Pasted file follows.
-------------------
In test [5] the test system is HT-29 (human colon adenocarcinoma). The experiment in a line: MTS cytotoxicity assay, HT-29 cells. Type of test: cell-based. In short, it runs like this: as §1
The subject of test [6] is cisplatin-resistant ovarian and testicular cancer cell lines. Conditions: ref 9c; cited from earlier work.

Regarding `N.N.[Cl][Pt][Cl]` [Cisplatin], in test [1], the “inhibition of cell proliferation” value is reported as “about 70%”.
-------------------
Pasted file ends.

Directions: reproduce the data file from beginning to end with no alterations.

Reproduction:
In test [5] the test system is HT-29 (human colon adenocarcinoma). The experiment in a line: MTS cytotoxicity assay, HT-29 cells. Type of test: cell-based. In short, it runs like this: as §1
The subject of test [6] is cisplatin-resistant ovarian and testicular cancer cell lines. Conditions: ref 9c; cited from earlier work.

Regarding `N.N.[Cl][Pt][Cl]` [Cisplatin], in test [1], the “inhibition of cell proliferation” value is reported as “about 70%”.